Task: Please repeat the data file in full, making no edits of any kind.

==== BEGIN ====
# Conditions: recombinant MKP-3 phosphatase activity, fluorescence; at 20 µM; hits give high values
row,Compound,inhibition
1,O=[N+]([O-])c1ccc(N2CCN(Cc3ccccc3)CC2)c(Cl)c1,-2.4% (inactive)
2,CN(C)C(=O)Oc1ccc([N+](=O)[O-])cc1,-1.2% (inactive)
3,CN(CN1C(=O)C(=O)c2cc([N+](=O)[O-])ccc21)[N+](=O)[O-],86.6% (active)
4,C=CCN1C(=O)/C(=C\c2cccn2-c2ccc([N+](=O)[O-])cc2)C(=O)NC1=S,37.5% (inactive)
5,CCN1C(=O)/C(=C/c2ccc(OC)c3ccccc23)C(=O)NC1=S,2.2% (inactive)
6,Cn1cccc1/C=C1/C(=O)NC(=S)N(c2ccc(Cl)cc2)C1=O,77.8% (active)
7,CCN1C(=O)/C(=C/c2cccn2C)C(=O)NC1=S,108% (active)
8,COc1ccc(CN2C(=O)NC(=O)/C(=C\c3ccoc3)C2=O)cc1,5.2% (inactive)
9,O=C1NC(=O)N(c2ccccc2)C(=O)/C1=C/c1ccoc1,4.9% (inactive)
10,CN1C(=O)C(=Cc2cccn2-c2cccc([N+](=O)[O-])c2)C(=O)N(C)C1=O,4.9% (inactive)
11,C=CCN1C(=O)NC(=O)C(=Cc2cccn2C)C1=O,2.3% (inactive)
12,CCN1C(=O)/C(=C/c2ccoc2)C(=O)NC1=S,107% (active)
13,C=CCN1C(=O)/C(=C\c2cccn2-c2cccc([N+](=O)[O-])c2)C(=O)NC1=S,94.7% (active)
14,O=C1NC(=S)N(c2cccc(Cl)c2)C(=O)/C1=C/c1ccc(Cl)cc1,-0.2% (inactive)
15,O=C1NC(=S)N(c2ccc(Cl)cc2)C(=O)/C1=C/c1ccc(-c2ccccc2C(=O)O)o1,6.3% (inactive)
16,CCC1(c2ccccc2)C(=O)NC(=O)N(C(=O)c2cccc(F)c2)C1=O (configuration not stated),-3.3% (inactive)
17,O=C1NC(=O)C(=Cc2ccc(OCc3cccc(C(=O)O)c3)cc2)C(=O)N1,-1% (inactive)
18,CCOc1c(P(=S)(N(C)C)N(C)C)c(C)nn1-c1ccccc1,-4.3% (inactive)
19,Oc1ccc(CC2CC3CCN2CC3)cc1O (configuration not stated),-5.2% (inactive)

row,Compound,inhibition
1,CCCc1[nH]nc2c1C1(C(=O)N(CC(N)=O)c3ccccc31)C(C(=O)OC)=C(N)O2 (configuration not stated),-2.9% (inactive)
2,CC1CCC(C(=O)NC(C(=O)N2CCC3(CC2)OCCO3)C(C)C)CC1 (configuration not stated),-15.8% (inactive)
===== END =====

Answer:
# Conditions: recombinant MKP-3 phosphatase activity, fluorescence; at 20 µM; hits give high values
row,Compound,inhibition
1,O=[N+]([O-])c1ccc(N2CCN(Cc3ccccc3)CC2)c(Cl)c1,-2.4% (inactive)
2,CN(C)C(=O)Oc1ccc([N+](=O)[O-])cc1,-1.2% (inactive)
3,CN(CN1C(=O)C(=O)c2cc([N+](=O)[O-])ccc21)[N+](=O)[O-],86.6% (active)
4,C=CCN1C(=O)/C(=C\c2cccn2-c2ccc([N+](=O)[O-])cc2)C(=O)NC1=S,37.5% (inactive)
5,CCN1C(=O)/C(=C/c2ccc(OC)c3ccccc23)C(=O)NC1=S,2.2% (inactive)
6,Cn1cccc1/C=C1/C(=O)NC(=S)N(c2ccc(Cl)cc2)C1=O,77.8% (active)
7,CCN1C(=O)/C(=C/c2cccn2C)C(=O)NC1=S,108% (active)
8,COc1ccc(CN2C(=O)NC(=O)/C(=C\c3ccoc3)C2=O)cc1,5.2% (inactive)
9,O=C1NC(=O)N(c2ccccc2)C(=O)/C1=C/c1ccoc1,4.9% (inactive)
10,CN1C(=O)C(=Cc2cccn2-c2cccc([N+](=O)[O-])c2)C(=O)N(C)C1=O,4.9% (inactive)
11,C=CCN1C(=O)NC(=O)C(=Cc2cccn2C)C1=O,2.3% (inactive)
12,CCN1C(=O)/C(=C/c2ccoc2)C(=O)NC1=S,107% (active)
13,C=CCN1C(=O)/C(=C\c2cccn2-c2cccc([N+](=O)[O-])c2)C(=O)NC1=S,94.7% (active)
14,O=C1NC(=S)N(c2cccc(Cl)c2)C(=O)/C1=C/c1ccc(Cl)cc1,-0.2% (inactive)
15,O=C1NC(=S)N(c2ccc(Cl)cc2)C(=O)/C1=C/c1ccc(-c2ccccc2C(=O)O)o1,6.3% (inactive)
16,CCC1(c2ccccc2)C(=O)NC(=O)N(C(=O)c2cccc(F)c2)C1=O (configuration not stated),-3.3% (inactive)
17,O=C1NC(=O)C(=Cc2ccc(OCc3cccc(C(=O)O)c3)cc2)C(=O)N1,-1% (inactive)
18,CCOc1c(P(=S)(N(C)C)N(C)C)c(C)nn1-c1ccccc1,-4.3% (inactive)
19,Oc1ccc(CC2CC3CCN2CC3)cc1O (configuration not stated),-5.2% (inactive)

row,Compound,inhibition
1,CCCc1[nH]nc2c1C1(C(=O)N(CC(N)=O)c3ccccc31)C(C(=O)OC)=C(N)O2 (configuration not stated),-2.9% (inactive)
2,CC1CCC(C(=O)NC(C(=O)N2CCC3(CC2)OCCO3)C(C)C)CC1 (configuration not stated),-15.8% (inactive)